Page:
We have an initiative at work related to wellness, and while I do confess that I've struggled with parts of it (the initiative...and...well...wellness as a whole), at my core I know it's a good thing. A really good thing. As part of this initiative, the HR team gets together every other week to talk about what we're doing to promote wellness within our group. Now there are other elements to this, including group competitions, and theme days (Fruity Fridays), but I'm not going to get into any of that; if you're interested in this from a professional standpoint you can always contact me via email. Anyway, one of the things we're striving to do as a team is to have an informational topic (related to wellness, of course) discussed during a bi-weekly meeting. Being something of an idiot/glutton for punishment, I volunteered to speak at the next wellness get together on the topic of mindfulness.
The "idiot" part, above, is more than just simply Trumpian hyperbole...there's something of a basis in fact, as while I know a fair amount about mindfulness, I struggle mightily with it. Given close to 2,000 postings, I know I've written about this topic before, and will likely write about it again. So sue me. The point is this: I have to give a little talk about mindfulness on Friday.
I have some ideas as to what I'm going to say. Probably the bigger question though is this: Why did I volunteer to do this in the first place? In some respects, you can forget "struggle mightily"; I would say that I actually suck at it. Maybe this makes me an ideal candidate to talk about mindfulness, as I'm something of an exaggerated version of everyone who struggles with a mind that wanders off of the present moment like seagulls just happen to wander into a dropped pizza slice on a Jersey boardwalk.
By way of a virtual time machine, I spent a lot of my child and young adulthood struggling mightily with worrisome thoughts about both the past and the future. I wasn't fond of where I came from, and I was constantly worried that someone would "find me out" as being the fraud I was in the not-too-distant future. In fact, being a father at an early age (mid-20's) was something of a saving grace for me, in that it almost forced me to back away from so many destructive thoughts and instead focus on taking care of business for my family. Of course, back in those days, it wasn't called "mindfulness".
Fast forward in the virtual time machine to when my children were no longer children, and I had to face a kind of existential crisis of my own, much of which is documented in the early days of this blog. It was at that point, struggling mightily with a few things, that I actually began to read about the importance of being who you are, about how utterly useless ruminating about the past was, and how much of one's life is wasted worrying about the future. In a kind of very real sense, I needed to be told these things (but smart people who have written books), just as we are all told very fundamental things early in our lives. It's just that this fundamental thing didn't make it to me until I was something like 46 years old.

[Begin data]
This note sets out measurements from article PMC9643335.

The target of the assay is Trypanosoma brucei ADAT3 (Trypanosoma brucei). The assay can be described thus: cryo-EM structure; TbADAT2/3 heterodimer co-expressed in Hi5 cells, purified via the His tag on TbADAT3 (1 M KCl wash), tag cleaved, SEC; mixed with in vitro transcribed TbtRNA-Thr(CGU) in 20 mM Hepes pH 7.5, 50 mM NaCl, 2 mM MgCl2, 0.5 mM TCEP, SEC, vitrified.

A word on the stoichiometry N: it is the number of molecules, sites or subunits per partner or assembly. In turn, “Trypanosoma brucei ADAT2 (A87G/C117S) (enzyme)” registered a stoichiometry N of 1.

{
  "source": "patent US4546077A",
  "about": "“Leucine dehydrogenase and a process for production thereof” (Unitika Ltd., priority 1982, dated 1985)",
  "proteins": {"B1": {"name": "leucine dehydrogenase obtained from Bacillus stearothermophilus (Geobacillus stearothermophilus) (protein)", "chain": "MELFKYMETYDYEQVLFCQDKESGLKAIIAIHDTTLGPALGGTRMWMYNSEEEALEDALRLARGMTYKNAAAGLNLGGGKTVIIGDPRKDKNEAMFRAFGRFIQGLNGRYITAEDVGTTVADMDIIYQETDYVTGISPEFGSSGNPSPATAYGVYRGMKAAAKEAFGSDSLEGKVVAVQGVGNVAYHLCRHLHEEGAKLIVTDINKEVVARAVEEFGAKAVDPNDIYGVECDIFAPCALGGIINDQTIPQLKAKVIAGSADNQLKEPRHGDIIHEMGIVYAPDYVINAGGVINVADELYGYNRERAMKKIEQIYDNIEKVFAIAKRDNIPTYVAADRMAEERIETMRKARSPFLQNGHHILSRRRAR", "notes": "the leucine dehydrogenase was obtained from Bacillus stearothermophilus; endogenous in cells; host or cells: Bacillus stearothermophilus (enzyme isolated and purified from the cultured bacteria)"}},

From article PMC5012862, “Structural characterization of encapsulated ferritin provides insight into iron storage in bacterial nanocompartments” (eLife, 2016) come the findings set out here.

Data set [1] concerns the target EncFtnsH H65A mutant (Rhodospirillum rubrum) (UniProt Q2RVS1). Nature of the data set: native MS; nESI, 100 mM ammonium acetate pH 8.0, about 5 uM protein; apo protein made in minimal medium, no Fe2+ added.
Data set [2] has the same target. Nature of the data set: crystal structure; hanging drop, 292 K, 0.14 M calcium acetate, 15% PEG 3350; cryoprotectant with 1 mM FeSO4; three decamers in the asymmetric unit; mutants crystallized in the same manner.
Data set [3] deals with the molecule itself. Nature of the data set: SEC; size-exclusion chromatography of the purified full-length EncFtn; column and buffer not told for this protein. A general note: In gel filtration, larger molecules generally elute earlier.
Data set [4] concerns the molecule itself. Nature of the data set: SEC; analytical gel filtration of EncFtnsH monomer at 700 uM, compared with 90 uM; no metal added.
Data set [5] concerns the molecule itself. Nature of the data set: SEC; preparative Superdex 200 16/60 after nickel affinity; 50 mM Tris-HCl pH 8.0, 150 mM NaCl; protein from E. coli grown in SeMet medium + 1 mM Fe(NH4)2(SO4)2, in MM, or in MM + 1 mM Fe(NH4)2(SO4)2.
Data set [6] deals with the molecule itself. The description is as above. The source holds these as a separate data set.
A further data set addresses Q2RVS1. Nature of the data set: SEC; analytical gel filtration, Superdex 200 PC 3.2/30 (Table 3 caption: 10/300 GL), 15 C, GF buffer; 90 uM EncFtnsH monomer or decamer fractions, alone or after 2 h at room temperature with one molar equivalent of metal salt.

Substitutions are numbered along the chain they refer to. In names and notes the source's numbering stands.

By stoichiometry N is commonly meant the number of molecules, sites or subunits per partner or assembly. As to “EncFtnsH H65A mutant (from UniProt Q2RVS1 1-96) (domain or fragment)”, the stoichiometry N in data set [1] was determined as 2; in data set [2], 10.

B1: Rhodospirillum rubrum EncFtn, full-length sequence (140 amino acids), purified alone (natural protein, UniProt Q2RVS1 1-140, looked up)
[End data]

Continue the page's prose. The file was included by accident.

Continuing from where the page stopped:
"But Steve, you always seemed like you had your act together."
The key word in that sentence is "act". I very much moved through life making it sometimes by sheer force of will, all the while dealing with perceived inadequacies, both real and imaginary. My superpower back then was perseverance. What I wanted was something cooler, like lasers shooting out from my highly dysfunctional eyes; instead, I got self-inflicted shame and pervasive worrying (oh, and perseverance).
So yes, I did learn quite a bit about mindfulness. About not wasting my precious time on Earth worrying about what might come. About compartmentalizing thoughts centering on the past into two basic buckets: Things that could help me appreciate the today and...well...garbage. I've also learned how mindfulness shows up in our daily lives.
What's the most important thing I've learned about mindfulness? That's actually a simple question to answer: Mindfulness isn't a place...or an achievement...or a badge of honor...or a rank...or a guru status. It's not something you are able to master, at least not in how I think about such things. No, mindfulness is a practice. There is no goal, other than to simply practice it. Practicing it more doesn't necessarily make me better at it by the way. In fact, of late I've been struggling with the practice, but this is yet more proof that it is a practice in the first place. Expressed another way, "trying to practice" actually is practicing mindfulness.
Mindfulness, at its heart, is the simple act of simply being.